"These days it seems like adventure games are almost a bit of a lost art form...they exist in our dreams, in our memories and... in Germany."
While this statement by Tim Schafer back in 2012 might be slightly exaggerated, there is no doubting the importance of Germany when it comes to the “adventure renaissance” of the last decade-plus. While the genre was reduced mainly to small indie studios throughout many parts of the world, German developers continued to produce high-quality and relatively large-budget games reminiscent of the Golden Era.
Lately, however, it appears that even Germany isn’t immune to changing and challenging market forces. The video game industry has continued to evolve, including the way games are being sold and consumed, and adventure game designers have had to adapt right along with it. Companies like Deck13, KING Art, and Daedalic have all experienced these developments up-close, so the time seemed right to invite each studio’s creative director to a lengthy Skype conversation.
Our first attempt was unfortunately impaired by technical issues, but thankfully Jan “Poki” Müller-Michaelis (Daedalic Entertainment), Jan Theysen (KING Art), and Jan Klose (Deck13) agreed to take part once again, and the extra effort was certainly worthwhile. Over the course of nearly two hours, we discussed the state of adventure games in Germany and beyond in such detail that we’ve decided to split the transcribed talk into two parts, each containing many insights from a developer’s perspective, plus lots of juicy anecdotes. Enjoy reading on as Jan, Jan, Jan (we'll help you keep track!) and I not only discuss our native country’s history with adventure games, but also dissect the general outlook and evolution of the genre.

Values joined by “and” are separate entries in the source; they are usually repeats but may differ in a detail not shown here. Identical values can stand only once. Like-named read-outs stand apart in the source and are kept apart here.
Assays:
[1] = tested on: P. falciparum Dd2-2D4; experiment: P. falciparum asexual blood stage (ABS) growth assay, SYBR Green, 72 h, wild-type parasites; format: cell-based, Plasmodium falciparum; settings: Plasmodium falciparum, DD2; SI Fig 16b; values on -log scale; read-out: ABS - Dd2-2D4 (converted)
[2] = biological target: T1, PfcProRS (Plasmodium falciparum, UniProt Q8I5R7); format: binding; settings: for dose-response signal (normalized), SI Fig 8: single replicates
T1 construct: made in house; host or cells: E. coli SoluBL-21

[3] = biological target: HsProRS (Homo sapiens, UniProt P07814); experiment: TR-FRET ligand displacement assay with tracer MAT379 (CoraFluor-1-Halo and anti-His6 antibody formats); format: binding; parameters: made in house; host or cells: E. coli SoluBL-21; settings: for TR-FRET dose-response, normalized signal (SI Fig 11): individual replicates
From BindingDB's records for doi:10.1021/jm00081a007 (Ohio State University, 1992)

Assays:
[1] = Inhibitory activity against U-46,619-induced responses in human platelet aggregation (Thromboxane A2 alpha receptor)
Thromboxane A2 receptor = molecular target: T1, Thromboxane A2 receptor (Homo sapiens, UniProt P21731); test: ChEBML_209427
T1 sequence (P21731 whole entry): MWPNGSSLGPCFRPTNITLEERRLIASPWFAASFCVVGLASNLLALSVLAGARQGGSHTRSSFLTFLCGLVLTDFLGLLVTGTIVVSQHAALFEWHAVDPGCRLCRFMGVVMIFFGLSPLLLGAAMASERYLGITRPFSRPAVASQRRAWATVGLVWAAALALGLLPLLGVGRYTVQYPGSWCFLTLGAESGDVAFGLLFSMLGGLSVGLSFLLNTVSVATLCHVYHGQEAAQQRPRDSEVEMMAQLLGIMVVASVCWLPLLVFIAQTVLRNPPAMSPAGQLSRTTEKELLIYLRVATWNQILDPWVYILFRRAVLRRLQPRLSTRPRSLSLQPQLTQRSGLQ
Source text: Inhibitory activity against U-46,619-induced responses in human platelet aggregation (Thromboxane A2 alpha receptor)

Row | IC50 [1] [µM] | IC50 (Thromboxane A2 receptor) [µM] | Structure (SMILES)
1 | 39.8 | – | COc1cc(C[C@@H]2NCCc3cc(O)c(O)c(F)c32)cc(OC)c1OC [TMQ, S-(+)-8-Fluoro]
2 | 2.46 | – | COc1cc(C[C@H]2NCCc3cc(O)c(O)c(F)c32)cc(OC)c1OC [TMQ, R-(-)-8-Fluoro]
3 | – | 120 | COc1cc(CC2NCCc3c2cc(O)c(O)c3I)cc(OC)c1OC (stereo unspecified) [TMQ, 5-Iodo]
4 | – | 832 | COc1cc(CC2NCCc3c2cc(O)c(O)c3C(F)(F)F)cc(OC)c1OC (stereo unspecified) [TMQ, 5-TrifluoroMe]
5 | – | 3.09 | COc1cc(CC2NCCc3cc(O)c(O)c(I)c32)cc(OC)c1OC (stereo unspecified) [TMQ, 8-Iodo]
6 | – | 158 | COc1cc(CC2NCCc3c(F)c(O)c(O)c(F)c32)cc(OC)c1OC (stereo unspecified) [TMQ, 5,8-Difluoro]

Ingmar Böke: Thanks a lot for taking the time for this discussion. Please introduce yourselves briefly and tell us how you turned from adventure game fans into adventure game developers.
Jan Klose: I’m Jan Klose, creative director and co-founder of Deck13. We started out developing several adventure games, and the reason is that I really enjoyed playing adventure games myself – adventure games and role-playing games, to be precise. In elementary school I had a friend with an Apple II computer, and it was a fascinating experience to watch him play Maniac Mansion. I was particularly intrigued by the adventure games from LucasArts, which felt a bit like a movie with loads of humor. At some point you start thinking to yourself, “well, creating something like this seems doable,” and so we started developing our first adventure game many, many years ago. That game was Ankh.
Poki: In the broadest sense, I also ended up in the industry because of my love for adventure games. Eleven years ago, I co-founded Daedalic Entertainment as creative director. Just like Jan, I played plenty of adventures in my youth, and got really sad when they vanished. I was educated in media technology at the Hamburg University of Applied Sciences. That’s a pretty broad kind of study program, and for quite some time I wasn’t sure what I would end up doing. What I did know was that I preferably wanted to tell stories in some way; that was always the driving thing for me. At the time, I didn’t have a particular kind of platform in mind. However, because of my own experiences as a player I knew that it was possible to tell great stories with computer games.